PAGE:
If you were to look up a list of things to do in Shibuya, most will highlight the Meiji Jingu Shrine, which was interesting, or the Hachiko dog statue, which is actually a little underwhelming. But I wanted to focus on the attractions we actually enjoyed, not just what the guidebooks say you should see, but what we genuinely loved.
We’ve also listed them in order of our favourites, so nearer the top, better the activity or experience.
1) Shibuya Sky
We originally had this booked for day 1 of our trip, but we completely messed up all of our timings and didn’t make it, which we were gutted about. Fortunately, we quickly booked it in for our return to Tokyo and I’m so glad we did!
The views across Tokyo are breath-taking. I do wish they offered an audio guide option, as I would love to hear about the different buildings you can see.
You can walk around the rooftop with 360 views of the city, while as you head inside there is a bar/cafe area so you can stop off for a coffee or a pint.
They also had a shop area where we picked up a couple of souvenirs for our family and friends.
The directions to the entrance were a little confusing. It’s right by Shibuya train station, but we walked in the wrong section initially before we saw the lift. Wow that lift flies up quickly, we got the true rollercoaster tummy feeling as we shot up. You initially go in a lift up 14 floors, before you switch to the rooftop view lift, which takes you all the way to the top.
You can also get views of the Shibuya Crossing from above, offering a slightly less manic view of the busy street.
When Should I Book For? So we booked for the day time, due to limited availability at the time we booked, however almost every article recommended around 6pm, around sunset (which is dependent on the time of year).
2) Micro Pig Cafe
I didn’t expect to enjoy myself as much as I did, but this was amazing! The pigs acted like puppies, all wanting to be close, to be held and to be stroked as they napped in your arms.
Some of the pet cafes in Japan made me feel a little awkward, like you questioned how happy the animals are to be there, but the Pig Cafe you felt confident they were loving life as they got cuddled constantly.
The micro pigs are tiny, but there were a few larger ones as well, which I liked as I wanted to give them all a cuddle regardless of their size. However, the bigger ones definitely weighed a fair amount as they climbed onto you.
At one point I had four sleeping on my lap, I simply couldn’t wipe the smile off my face.
You have to book in advance, you can’t turn up on the day and hope to get in, so make sure to plan this in advance, much like everything in Japan. Some people booked 30 minutes, while we had the full hour and I did feel I wanted more than 30 minutes, so we were very happy with our choice.
3) Henn Na Cafe – Robot Cafe
I was adamant I wanted to see robots when I came to Tokyo, but unfortunately the Robot Restaurant had closed down, while we didn’t fit the museum into our itinerary. But I wasn’t going to miss out on a robot serving me a latte!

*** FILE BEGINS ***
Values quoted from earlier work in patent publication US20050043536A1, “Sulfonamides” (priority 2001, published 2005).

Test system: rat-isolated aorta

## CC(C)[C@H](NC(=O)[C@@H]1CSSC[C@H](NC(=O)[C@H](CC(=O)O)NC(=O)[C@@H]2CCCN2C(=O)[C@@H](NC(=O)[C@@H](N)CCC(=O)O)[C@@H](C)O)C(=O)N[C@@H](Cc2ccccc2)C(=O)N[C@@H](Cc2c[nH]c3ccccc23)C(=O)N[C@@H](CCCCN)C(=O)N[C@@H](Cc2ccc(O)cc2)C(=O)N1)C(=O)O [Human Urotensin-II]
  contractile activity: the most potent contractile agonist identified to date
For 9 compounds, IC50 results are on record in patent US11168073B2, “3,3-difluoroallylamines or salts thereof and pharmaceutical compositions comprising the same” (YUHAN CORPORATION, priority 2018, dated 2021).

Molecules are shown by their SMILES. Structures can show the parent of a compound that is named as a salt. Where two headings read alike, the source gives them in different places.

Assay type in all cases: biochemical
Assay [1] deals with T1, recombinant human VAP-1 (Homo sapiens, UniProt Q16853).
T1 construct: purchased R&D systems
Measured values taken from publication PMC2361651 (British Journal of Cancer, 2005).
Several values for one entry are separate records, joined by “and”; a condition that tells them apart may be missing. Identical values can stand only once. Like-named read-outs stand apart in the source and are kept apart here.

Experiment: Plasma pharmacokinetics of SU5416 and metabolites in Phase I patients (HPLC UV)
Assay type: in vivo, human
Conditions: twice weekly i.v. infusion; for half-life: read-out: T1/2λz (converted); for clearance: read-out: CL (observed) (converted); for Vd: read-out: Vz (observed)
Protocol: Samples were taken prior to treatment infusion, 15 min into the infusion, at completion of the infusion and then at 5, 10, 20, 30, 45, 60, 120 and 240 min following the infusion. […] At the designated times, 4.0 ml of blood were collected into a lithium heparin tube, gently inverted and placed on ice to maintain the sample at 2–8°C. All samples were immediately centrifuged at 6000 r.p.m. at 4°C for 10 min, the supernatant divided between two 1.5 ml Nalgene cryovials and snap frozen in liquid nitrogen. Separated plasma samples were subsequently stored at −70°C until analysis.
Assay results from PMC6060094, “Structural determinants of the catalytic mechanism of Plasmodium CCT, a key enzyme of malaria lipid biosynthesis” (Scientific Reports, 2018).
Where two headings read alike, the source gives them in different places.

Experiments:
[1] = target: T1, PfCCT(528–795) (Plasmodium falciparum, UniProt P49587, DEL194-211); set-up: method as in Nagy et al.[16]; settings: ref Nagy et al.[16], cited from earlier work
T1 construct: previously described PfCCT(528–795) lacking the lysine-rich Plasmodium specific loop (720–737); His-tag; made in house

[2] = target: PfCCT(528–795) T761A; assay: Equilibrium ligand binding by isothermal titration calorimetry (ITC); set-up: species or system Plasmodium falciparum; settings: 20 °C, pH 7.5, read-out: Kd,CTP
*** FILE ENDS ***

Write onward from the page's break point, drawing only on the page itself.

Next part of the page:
Admittedly, the first time we came along, it was down for maintenance. Apparently this happens quite often, so do be prepared to squeeze in a second visit in case.
We arrived just as the cafe was opening, so this might not be a fair reflection, but we were the only people there, meaning we got to take our time with our order and plenty of videos.
You purchase a ticket for your drink, then scan it, before the robot kicks into gear and starts making your drink of choice, or even your snacks.
The coffee was pretty basic, it’s not a high-end coffee, you’re paying a premium for the experience, but considering a few people slagged off the coffee, I was pleasantly surprised by the latte, it was nice!
4) Takeshita Street – Rainbow Food
The images and videos of Takeshita street are coated all over YouTube, Instagram and TikTok, with the rainbow coloured food probably being the main attraction.
You will find rainbow coloured cheese toasties (which I had to eat), corn dogs (not so tasty) and candy floss.
The street is full of life, so even if you don’t fancy eating some multi-coloured food, you can enjoy all the whacky shops and bizarre atmosphere.
You will tick this one off pretty quickly, so you realistically only need an hour for this activity, but it’s certainly worth including on your list.
The area is actually Harajuku, while you will find a few other activities close by that you might want to tick off on the same day.
5) 3D Billboards
Raquel had spoken about the 3D billboards and initially I didn’t see what the excitement was all about, but standing in front of it, I was completely glued to them.
The one negative was that the playful panda was actually advertising a gambling company, which isn’t exactly what I wanted to see or promote, but hat’s off for the creativity!
There is apparently also a dog and cat 3D billboard, but we didn’t spot them. You really do feel like the animals are jumping off the screen as they play games and move around.